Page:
15 hours ago
Friday, January 7, 2011
Burnings by Ocean Vuong
If you have never tried ordering an eBook, then you should at least try it once. My hands crave the feel of bound paper and its cover, as my eyes crave seeing the front artwork, and each page from inside. Including publishing credits of my newly publisher friend, all the way through; like bending corner pages, to flipping the last blank page before you set it down. I am compelled however to be somewhat green, and try to do my part.
Therefore your fingertips can still push the keyboard arrows as you savour each electronic page touch in Adobe Acrobat. I know some of my friends have gotten Kindle and the other new paper free book electronics, and they are happy. But looking at your collection of chapbooks on the shelf makes you so nostalgic. Right? Decided- both can have their appeal.
Okay on to MY new eBook. I was shopping around and had put some books in my on-line cart for a few months, and was anticipating my Amazon.com gift certificate. I love these kinds of Christmas presents. However Burnings, one of the newest Sibling Rivalry Press publications was not to be found. I headed over to SRP's website and found myself staring at three options to buy the book- 'Buy Digital File' caught my attention. Well you know the rest.
Taking my time reading each poem over the past few days, I began to think about some of them while driving to the gym- like Bono, who crones us with swagger lucidly across open air on songs; Ocean drifts us motionless and with caution over memory lands. He slips us into water as if we are helping keep the boat afloat, and plants serious kisses on our cheeks with his poetry.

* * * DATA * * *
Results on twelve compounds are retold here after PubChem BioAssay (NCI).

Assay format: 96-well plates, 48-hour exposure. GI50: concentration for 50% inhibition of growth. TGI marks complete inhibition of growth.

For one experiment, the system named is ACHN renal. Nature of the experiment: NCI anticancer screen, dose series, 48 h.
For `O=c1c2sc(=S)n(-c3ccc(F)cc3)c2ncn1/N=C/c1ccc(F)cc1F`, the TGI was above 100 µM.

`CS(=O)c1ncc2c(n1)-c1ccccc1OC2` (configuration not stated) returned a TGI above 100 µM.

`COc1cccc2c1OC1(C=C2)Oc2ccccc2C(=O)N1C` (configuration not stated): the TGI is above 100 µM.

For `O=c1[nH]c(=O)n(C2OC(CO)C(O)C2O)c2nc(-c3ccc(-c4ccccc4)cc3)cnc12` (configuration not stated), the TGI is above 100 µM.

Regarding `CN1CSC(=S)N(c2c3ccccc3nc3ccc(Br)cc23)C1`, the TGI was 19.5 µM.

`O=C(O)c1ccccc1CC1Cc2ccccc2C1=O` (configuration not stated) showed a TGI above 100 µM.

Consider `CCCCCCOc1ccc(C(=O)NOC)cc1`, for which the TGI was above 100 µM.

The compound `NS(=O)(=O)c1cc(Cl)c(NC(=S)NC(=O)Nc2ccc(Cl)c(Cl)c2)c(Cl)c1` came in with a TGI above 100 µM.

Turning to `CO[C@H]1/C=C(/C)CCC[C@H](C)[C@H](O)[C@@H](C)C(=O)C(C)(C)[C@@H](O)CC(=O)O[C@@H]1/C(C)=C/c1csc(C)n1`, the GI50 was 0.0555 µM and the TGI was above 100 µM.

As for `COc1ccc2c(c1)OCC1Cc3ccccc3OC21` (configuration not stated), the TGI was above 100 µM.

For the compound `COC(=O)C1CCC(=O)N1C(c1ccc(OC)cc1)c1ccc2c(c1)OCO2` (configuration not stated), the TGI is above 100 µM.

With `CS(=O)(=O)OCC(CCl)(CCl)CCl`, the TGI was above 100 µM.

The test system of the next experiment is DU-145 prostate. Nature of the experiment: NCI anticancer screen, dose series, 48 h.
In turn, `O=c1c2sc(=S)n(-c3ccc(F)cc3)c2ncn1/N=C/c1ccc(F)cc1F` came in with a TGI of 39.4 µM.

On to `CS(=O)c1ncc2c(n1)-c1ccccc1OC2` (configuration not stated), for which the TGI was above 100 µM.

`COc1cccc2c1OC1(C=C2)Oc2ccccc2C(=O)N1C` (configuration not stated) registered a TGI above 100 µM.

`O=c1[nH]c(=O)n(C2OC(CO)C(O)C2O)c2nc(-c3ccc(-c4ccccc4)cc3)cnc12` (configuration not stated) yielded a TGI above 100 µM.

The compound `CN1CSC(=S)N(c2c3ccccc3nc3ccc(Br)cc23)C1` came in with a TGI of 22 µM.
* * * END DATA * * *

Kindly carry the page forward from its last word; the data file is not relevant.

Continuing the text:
I am also proud to be living in a time when sexual discovery can be spoken aloud on a page like he does in his second section of his book. Having friends since childhood, especially in the south, who felt sharing their sexual preference was too dangerous- now can openly express themselves without great fear, and Ocean does it well.
An old friend of mine from cosmetology school in Texas, Jessie who came across the water on a small refugee boat back in the late 70's comes to mind. Lost memory, this opens up my mind to his stories, I realize I miss our time together. I am drawn in, and want more.
I shall never be able to totally feel Ocean Vuong's pain or experience the holes that lie in his heart, but knowing he is willing to share the experiences through memory and verse with us will suffice my desire to know the human condition. My pain in life is most certainly different than his, or yours, but we all hurt. We all long. We all bleed. Somewhere along the road, we may even cross a big body of water to begin, discover a new life.
This book is highly recommended to all. I look forward to reading more of Ocean Vuong's work!
Ocean I hope I do your work justice, and Bryan Borland, kudos to you for recognizing such great talent- but it does take one to know one right?